InsurTech and the online sale of insurance: Quebec’s regulatory framework now known

Publication May 2019

Last May 15, the Autorité des marchés financiers (Authority) made the final version of the Regulation respecting Alternative Distribution Methods (the Regulation) available. The Regulation governs the distribution of financial products and services by firms and independent partnerships without the intermediary of a natural person (distribution over the Internet), and also applies to distribution through a distributor. The Authority simultaneously published the Notice relating to the application of the Regulation respecting Alternative Distribution Methods (Notice), which specifies how the Authority intends to apply certain provisions of the Regulation. 

It is important to recall that last October 10, the Authority held a public consultation (that included, among other things, a public information session) regarding its draft Regulation. We published an information bulletin on the subject at the time, which can be consulted here. Several players from the financial services industry took advantage of this forum to highlight some of what they perceived to be the issues raised by this draft.  

With a few weeks left before most of the Regulation’s provisions come into force,1 this would be a good time to take stock of the regulatory framework finally retained by the Authority in the wake of the many comments it received during its public consultation.

First, the Regulation and the Notice clearly state that the Authority does not intend to restrict the nature of insurance products that may be distributed over the Internet, despite the many protests voiced on the subject. We are of the opinion that the latitude afforded by the legislative and regulatory framework appears to be partially mitigated by the fact that distribution over the Internet remains subject to the same legal and regulatory obligations as those that apply to distribution through a representative. In other words, distribution over the Internet will need to adapt itself to the obligations imposed on the various types of insurance products while ensuring that the clients’ needs are still met. Developing technological tools that meet these criteria in the case of more complex products will be no mean feat. Consequently, the explanations given at the time of offering a product that will likely impact a client’s estate over a longer period (such as certain types of life insurance) will need to be more detailed than those given for standard general insurance products with more limited effects and shorter terms.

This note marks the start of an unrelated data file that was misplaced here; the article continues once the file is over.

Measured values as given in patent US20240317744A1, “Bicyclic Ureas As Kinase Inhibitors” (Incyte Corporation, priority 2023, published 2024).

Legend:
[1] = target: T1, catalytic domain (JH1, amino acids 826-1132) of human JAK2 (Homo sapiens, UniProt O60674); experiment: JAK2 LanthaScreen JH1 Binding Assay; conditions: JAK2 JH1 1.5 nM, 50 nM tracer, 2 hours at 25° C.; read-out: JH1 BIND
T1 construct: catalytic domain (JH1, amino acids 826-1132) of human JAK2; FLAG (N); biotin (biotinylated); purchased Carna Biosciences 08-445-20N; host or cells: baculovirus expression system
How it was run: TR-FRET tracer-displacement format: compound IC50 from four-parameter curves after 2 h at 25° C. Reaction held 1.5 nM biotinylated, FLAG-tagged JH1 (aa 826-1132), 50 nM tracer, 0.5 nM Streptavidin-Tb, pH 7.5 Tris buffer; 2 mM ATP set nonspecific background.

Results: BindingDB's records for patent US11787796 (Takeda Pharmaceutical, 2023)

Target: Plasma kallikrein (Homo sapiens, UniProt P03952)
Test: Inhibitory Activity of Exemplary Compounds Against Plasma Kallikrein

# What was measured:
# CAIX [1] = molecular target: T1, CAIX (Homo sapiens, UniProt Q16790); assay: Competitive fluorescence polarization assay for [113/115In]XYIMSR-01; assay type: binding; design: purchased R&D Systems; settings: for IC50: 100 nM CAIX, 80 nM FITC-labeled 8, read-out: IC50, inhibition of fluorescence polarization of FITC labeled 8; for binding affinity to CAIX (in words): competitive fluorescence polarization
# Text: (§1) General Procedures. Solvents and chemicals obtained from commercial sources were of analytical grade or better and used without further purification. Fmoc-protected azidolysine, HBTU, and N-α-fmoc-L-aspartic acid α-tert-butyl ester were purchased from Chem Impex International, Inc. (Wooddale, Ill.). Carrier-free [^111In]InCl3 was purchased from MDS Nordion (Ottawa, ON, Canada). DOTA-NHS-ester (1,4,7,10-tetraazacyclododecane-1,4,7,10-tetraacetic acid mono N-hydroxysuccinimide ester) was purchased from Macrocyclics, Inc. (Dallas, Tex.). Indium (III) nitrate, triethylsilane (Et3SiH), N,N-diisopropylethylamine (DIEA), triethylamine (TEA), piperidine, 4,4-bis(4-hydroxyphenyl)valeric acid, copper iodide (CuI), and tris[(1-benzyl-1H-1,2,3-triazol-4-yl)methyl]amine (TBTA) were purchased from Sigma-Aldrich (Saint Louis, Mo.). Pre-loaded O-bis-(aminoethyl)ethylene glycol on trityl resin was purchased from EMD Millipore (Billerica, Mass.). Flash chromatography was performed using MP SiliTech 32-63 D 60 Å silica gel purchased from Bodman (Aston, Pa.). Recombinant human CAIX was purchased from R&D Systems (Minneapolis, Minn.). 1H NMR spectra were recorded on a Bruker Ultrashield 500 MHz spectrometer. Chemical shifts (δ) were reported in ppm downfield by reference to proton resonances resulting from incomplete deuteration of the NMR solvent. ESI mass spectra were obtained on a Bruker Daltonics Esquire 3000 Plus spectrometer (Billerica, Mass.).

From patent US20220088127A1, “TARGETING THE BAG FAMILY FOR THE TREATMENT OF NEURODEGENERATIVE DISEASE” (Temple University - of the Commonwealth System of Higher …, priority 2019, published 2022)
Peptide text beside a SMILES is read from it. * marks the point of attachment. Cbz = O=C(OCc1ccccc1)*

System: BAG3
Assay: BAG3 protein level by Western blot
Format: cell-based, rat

This being said, it would appear that the concerns aired by certain stakeholders on the subject nevertheless resonated with the Authority. In its Notice, the Authority insisted it would “ensure that the measures taken by firms are consistent with the types of products offered via the Internet”. On this point, the Insurers Act2 (the Act), which notably allows the Authority to require an insurer to cease dealing an insurance product over the Internet, appears to grant the Authority all of the tools it needs to meet this objective.  

What is more, the numerous amendments made to the final version of the Regulation suggest that several other comments were picked up by the Authority, the most notable example being that the enrollment in a group insurance, annuity and pension plan contract are no longer subject to the Regulation. The regulator no doubt preferred that products requiring a high level of expertise continue to be offered by qualified individuals for the time being.

Furthermore, only transaction sites that enable clients to enter into contracts will now be subject to the obligations set forth in the Regulation. The Notice also specifies that the Regulation does not cover firms that direct clients to other firms or firms systematically requiring that a representative conclude the transaction. However, the moment a firm enables contracts to be entered into through its digital space,3 it must comply with the Regulation.